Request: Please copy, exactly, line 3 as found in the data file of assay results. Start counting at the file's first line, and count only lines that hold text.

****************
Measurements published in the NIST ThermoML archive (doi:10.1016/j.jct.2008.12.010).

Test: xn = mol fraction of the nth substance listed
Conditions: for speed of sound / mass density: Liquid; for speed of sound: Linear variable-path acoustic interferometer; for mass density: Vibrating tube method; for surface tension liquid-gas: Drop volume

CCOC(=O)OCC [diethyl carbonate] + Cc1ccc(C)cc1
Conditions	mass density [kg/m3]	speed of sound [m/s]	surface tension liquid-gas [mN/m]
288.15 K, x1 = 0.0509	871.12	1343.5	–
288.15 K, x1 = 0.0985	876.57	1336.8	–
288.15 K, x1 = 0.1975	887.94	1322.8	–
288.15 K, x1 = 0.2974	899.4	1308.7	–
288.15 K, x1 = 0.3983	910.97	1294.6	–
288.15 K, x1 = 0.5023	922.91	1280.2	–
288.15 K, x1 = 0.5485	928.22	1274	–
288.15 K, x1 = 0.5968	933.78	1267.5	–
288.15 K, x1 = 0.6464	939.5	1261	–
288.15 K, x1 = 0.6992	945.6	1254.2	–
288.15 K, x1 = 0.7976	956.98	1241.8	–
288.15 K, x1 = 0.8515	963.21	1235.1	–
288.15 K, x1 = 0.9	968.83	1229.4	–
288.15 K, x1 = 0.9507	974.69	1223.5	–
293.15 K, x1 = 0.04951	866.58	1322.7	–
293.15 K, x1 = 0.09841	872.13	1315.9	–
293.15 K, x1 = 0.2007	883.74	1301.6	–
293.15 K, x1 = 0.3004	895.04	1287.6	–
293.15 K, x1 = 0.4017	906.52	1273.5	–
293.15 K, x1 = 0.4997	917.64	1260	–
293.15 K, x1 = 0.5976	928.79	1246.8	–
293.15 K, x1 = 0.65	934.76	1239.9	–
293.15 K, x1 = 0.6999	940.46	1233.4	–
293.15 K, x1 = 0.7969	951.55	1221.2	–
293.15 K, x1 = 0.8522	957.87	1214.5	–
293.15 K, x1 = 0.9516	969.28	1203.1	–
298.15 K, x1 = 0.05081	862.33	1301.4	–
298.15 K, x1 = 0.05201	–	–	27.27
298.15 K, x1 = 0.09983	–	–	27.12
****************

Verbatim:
Conditions: for speed of sound / mass density: Liquid; for speed of sound: Linear variable-path acoustic interferometer; for mass density: Vibrating tube method; for surface tension liquid-gas: Drop volume